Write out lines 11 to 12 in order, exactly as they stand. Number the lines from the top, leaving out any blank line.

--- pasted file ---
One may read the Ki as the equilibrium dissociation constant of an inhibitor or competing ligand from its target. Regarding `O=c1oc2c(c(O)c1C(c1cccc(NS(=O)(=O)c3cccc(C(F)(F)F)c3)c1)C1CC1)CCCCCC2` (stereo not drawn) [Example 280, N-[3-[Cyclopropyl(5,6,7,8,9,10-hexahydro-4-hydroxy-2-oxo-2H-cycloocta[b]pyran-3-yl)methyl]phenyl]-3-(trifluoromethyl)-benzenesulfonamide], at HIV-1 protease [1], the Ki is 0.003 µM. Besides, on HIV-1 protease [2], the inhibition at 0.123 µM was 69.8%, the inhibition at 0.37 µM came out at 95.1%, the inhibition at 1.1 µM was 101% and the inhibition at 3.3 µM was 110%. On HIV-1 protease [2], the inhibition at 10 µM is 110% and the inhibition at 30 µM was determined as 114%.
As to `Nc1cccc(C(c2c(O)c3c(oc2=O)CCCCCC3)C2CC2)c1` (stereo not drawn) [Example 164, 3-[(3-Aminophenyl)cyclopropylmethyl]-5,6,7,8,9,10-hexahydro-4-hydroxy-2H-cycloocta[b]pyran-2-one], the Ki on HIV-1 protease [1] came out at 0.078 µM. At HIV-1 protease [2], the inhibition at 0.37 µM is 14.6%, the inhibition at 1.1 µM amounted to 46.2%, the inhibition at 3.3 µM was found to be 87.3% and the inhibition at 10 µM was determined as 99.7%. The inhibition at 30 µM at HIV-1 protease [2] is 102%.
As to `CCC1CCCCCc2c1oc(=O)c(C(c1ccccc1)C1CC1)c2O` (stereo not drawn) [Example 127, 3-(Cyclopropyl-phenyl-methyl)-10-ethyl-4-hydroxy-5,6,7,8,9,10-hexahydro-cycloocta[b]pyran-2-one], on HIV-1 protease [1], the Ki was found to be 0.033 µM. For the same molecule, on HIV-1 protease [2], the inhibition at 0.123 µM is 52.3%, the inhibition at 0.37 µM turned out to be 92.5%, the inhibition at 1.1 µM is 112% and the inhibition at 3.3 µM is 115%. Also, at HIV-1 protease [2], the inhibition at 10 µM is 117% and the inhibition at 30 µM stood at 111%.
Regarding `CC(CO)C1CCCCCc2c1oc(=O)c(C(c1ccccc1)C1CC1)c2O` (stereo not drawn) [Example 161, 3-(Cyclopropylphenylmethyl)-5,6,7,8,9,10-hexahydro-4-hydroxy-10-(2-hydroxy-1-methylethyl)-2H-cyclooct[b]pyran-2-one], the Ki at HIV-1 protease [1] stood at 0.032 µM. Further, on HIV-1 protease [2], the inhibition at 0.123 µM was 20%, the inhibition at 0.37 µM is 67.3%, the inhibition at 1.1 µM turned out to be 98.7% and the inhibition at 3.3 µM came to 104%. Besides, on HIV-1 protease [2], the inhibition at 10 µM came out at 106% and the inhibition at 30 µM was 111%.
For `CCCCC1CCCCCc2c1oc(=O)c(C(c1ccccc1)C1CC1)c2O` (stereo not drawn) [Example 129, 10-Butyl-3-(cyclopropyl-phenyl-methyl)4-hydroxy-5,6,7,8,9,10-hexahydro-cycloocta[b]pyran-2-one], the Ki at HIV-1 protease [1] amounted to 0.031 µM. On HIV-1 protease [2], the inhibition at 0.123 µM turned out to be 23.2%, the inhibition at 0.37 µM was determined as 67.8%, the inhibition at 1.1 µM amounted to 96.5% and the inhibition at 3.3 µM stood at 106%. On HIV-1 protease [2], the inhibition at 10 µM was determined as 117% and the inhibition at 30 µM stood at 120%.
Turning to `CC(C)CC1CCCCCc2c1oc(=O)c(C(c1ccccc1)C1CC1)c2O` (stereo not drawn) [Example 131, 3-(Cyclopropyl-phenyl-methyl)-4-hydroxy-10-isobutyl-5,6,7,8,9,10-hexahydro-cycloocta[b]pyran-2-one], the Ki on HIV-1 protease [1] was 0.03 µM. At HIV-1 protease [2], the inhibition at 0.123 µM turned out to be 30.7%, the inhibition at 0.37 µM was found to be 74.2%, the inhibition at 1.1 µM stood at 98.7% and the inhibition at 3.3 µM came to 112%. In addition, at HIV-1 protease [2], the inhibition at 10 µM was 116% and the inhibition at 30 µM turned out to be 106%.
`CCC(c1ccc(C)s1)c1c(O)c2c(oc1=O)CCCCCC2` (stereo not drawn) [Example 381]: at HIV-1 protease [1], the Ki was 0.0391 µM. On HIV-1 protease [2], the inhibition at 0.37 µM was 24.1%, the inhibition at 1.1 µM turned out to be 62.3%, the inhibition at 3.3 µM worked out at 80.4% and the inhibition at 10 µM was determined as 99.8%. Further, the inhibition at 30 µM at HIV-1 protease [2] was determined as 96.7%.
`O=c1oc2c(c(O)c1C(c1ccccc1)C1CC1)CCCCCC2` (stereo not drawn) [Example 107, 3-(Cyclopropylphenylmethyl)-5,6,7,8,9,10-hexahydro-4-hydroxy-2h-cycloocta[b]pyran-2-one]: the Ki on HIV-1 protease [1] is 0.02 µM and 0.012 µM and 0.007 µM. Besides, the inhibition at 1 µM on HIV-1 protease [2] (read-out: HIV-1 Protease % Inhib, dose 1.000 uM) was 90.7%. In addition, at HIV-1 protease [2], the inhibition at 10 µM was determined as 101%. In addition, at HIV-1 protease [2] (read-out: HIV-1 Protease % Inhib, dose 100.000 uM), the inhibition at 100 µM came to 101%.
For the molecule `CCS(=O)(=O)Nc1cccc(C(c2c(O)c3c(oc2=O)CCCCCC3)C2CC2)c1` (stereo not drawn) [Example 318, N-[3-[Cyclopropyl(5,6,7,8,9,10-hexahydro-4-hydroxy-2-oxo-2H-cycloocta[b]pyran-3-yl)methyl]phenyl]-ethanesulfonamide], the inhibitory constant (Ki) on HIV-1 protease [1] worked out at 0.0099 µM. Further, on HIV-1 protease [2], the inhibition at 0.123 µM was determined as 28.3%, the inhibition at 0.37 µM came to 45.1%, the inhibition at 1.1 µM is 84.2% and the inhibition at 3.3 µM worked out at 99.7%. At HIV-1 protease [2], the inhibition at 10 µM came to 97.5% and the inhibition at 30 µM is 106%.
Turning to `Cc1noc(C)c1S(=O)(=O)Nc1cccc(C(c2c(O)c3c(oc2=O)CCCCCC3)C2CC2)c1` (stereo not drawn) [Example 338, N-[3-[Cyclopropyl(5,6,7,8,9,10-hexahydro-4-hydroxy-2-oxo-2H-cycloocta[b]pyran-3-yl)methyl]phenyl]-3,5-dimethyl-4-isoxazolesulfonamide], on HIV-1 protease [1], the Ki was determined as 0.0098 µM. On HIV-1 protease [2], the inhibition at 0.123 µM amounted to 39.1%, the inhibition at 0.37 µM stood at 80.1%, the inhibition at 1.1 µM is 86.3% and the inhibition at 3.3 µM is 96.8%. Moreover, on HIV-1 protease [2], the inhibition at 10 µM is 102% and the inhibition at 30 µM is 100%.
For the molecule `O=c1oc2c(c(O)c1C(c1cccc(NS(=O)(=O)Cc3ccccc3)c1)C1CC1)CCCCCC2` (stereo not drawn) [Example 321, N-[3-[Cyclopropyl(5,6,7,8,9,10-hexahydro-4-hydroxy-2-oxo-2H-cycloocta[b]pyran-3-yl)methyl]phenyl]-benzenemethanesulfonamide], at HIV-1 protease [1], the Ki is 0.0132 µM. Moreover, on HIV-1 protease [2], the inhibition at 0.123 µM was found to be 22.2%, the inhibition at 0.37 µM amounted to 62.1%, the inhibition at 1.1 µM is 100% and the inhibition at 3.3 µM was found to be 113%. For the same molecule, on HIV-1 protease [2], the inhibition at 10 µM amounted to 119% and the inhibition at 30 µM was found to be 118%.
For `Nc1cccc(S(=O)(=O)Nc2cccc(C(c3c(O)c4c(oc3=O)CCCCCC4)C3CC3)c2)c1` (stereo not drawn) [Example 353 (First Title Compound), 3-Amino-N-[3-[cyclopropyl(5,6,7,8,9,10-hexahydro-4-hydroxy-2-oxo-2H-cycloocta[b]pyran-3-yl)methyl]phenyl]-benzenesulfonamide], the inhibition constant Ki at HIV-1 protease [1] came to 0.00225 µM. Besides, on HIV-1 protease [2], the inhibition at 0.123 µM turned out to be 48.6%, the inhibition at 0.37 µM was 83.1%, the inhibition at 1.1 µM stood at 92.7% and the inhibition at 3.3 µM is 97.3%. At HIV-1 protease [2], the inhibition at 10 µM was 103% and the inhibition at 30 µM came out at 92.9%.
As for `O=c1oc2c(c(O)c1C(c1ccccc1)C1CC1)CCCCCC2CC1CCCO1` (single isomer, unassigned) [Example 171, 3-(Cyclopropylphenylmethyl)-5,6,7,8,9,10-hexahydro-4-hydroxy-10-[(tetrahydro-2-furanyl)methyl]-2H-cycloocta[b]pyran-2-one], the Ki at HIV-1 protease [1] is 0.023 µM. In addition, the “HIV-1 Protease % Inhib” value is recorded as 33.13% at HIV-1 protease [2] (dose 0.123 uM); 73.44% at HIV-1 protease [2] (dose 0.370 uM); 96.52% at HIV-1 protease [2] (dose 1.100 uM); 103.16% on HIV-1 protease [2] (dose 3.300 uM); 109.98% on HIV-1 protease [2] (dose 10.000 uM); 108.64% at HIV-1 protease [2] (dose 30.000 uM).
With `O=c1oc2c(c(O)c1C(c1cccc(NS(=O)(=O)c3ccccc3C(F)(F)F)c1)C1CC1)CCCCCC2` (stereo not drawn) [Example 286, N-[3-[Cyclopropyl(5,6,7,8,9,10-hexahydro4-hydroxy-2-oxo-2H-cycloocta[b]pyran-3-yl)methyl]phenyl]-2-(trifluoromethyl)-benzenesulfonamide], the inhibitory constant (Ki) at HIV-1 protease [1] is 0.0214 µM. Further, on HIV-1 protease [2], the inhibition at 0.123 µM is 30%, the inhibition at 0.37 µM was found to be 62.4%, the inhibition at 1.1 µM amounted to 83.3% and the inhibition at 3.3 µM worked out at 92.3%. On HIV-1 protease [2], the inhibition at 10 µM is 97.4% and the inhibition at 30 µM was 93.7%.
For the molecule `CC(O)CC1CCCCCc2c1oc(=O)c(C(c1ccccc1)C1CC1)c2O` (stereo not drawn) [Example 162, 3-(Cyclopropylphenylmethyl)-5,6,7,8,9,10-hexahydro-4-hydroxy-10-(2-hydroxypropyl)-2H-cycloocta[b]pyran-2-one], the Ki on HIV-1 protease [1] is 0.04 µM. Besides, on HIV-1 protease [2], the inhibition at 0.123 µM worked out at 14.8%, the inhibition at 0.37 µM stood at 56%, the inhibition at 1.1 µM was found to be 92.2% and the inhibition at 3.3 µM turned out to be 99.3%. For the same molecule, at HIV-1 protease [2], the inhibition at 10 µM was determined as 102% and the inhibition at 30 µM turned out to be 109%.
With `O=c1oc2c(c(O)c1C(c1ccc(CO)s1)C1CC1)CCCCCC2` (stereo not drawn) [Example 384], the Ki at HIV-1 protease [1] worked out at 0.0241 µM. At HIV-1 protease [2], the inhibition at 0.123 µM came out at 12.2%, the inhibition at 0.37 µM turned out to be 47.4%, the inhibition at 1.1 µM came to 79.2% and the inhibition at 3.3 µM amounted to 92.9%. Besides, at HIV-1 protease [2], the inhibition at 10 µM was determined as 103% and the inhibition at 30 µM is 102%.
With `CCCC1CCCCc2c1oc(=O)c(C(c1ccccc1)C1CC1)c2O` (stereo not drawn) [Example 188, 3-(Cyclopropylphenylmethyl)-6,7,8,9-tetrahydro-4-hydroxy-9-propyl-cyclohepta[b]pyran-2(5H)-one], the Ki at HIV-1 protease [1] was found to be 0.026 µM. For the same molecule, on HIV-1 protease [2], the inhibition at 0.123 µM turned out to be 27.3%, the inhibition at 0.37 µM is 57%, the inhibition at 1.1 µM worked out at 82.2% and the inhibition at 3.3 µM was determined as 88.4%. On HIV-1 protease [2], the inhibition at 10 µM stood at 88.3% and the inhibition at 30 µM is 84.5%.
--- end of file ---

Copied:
For the molecule `O=c1oc2c(c(O)c1C(c1cccc(NS(=O)(=O)Cc3ccccc3)c1)C1CC1)CCCCCC2` (stereo not drawn) [Example 321, N-[3-[Cyclopropyl(5,6,7,8,9,10-hexahydro-4-hydroxy-2-oxo-2H-cycloocta[b]pyran-3-yl)methyl]phenyl]-benzenemethanesulfonamide], at HIV-1 protease [1], the Ki is 0.0132 µM. Moreover, on HIV-1 protease [2], the inhibition at 0.123 µM was found to be 22.2%, the inhibition at 0.37 µM amounted to 62.1%, the inhibition at 1.1 µM is 100% and the inhibition at 3.3 µM was found to be 113%. For the same molecule, on HIV-1 protease [2], the inhibition at 10 µM amounted to 119% and the inhibition at 30 µM was found to be 118%.
For `Nc1cccc(S(=O)(=O)Nc2cccc(C(c3c(O)c4c(oc3=O)CCCCCC4)C3CC3)c2)c1` (stereo not drawn) [Example 353 (First Title Compound), 3-Amino-N-[3-[cyclopropyl(5,6,7,8,9,10-hexahydro-4-hydroxy-2-oxo-2H-cycloocta[b]pyran-3-yl)methyl]phenyl]-benzenesulfonamide], the inhibition constant Ki at HIV-1 protease [1] came to 0.00225 µM. Besides, on HIV-1 protease [2], the inhibition at 0.123 µM turned out to be 48.6%, the inhibition at 0.37 µM was 83.1%, the inhibition at 1.1 µM stood at 92.7% and the inhibition at 3.3 µM is 97.3%. At HIV-1 protease [2], the inhibition at 10 µM was 103% and the inhibition at 30 µM came out at 92.9%.